Review — CornerNet: Detecting Objects as Paired Keypoints (Object Detection)

Detecting Corners, Outperforms Mask R-CNN, Faster R-CNN, CoupleNet, G-RMI, FPN, TDM, YOLOv2, DSOD, GRF-DSOD, SSD, DSSD, RetinaNet, RefineDet

Sik-Ho Tsang
Nerd For Tech


CornerNet detects the top-left corner and the bottom-right corner

In this story, CornerNet: Detecting Objects as Paired Keypoints, (CornerNet), by University of Michigan, is reviewed. In this paper:

  • An object bounding box is detected as a pair of keypoints, the top-left corner and the bottom-right corner, eliminating the need for designing a set of anchor boxes commonly used in prior single-stage detectors.

This is a paper in 2018 ECCV with over 900 citations. (Sik-Ho Tsang @ Medium)


  1. CornerNet: Network Architecture
  2. Corner Detection (Heatmaps & Offsets)
  3. Corner Grouping (Embeddings)
  4. Corner Pooling
  5. Comparisons with State-Of-The-Art Detectors

1. CornerNet: Network Architecture

CornerNet: Network Architecture
  • The hourglass network used in Newell ECCV’16, which is originally used for human pose estimation, is used as backbone.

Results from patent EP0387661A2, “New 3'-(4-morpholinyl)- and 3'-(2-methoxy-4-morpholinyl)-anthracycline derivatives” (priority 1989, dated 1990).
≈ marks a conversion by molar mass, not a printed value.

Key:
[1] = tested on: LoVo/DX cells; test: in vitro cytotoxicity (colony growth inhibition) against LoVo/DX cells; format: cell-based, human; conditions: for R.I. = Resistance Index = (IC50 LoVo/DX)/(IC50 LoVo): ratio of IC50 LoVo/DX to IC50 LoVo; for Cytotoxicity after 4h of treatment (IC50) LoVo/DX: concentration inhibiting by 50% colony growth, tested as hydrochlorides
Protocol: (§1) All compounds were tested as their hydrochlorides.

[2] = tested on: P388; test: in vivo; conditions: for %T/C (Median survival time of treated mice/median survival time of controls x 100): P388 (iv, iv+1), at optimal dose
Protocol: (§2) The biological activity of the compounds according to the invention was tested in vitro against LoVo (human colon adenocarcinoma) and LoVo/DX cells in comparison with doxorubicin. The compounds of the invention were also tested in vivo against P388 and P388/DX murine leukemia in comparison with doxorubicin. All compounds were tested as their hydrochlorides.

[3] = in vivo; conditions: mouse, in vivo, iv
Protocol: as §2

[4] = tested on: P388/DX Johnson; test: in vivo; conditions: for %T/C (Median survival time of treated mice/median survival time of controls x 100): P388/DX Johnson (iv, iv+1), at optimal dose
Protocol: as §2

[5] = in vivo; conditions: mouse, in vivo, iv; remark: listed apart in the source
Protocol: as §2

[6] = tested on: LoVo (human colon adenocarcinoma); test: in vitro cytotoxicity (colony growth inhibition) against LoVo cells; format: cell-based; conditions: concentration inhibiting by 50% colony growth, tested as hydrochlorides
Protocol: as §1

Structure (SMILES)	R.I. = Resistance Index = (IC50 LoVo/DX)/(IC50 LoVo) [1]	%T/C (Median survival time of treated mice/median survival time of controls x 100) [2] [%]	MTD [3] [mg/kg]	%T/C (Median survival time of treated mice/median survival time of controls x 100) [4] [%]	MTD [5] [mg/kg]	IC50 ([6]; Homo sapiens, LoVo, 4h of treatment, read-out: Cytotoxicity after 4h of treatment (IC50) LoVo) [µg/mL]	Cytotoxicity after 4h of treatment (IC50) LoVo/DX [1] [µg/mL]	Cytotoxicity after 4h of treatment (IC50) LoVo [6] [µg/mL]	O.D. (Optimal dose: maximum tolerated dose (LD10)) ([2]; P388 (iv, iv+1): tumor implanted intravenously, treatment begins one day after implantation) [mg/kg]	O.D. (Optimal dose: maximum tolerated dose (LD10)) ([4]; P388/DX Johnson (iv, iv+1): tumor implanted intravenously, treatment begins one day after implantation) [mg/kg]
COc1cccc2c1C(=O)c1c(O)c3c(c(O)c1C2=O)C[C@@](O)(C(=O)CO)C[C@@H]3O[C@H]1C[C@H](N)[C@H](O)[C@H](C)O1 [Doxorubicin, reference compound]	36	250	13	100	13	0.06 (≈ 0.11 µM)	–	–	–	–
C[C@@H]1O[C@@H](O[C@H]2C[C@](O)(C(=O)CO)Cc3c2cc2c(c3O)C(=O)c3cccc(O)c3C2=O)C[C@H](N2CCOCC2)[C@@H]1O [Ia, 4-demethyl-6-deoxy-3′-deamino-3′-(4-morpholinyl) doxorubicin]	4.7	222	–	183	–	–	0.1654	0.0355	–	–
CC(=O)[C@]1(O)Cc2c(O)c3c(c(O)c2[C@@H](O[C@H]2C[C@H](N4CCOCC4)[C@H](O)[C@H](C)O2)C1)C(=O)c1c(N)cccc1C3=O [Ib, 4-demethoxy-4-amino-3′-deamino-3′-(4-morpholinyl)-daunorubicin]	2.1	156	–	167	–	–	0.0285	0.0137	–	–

• Using Newell ECCV’16 as backbone probably because right now CornerNet is going to detect keypoints, similar to the purpose of networks for human pose estimation.
Two Examples of bounding box predictions overlaid on predicted heatmaps of corners. Left: Top-left corner heat map, Right: Bottom-right corner heat map
  • Each keypoint is predicted as a heat map.
  • Here, corners are treated as a keypoints.
  • In Newell ECCV’16, head, shoulder, hand palm, etc are treated as keypoints.
  • The hourglass network is followed by two prediction modules.
  • One module is for the top-left corners, while the other one is for the bottom-right corners.
Multiple branches for predicting the heatmaps, embeddings and offsets.
  • Each module has its own corner pooling module, as shown above, to pool features from the hourglass network then predicting the heatmaps, embeddings and offsets.
  • The depth of the hourglass network is 104.
  • Unlike many other state-of-the -art detectors, only the features from the last layer of the whole network are used to make predictions.
  • The full training loss is:
  • where Ldet is the detection loss for heatmap, Lpull and Lpush are the losses for embedding, and Loff is the loss for offsets. These losses will be described in more details below.
  • α and β set to 0.1 and γ sets to 1.

2. Corner Detection (Heatmap & Offsets)

  • Each set of heatmaps has C channels, where C is the number of categories, and is of size H×W.
  • Let pcij be the score at location (i, j) for class c in the predicted heatmaps, and let ycij be the “ground-truth” heatmap augmented with the unnormalized Gaussians, as similar to human pose estimation.
  • With also the use of focal loss in RetinaNet, the detection loss Ldet is:
  • where N is the number of objects in an image, α=2, and β=4.
  • Remapping the locations from the heatmaps to the input image, some precision may be lost, which can greatly affect the IoU of small bounding boxes with their ground truths.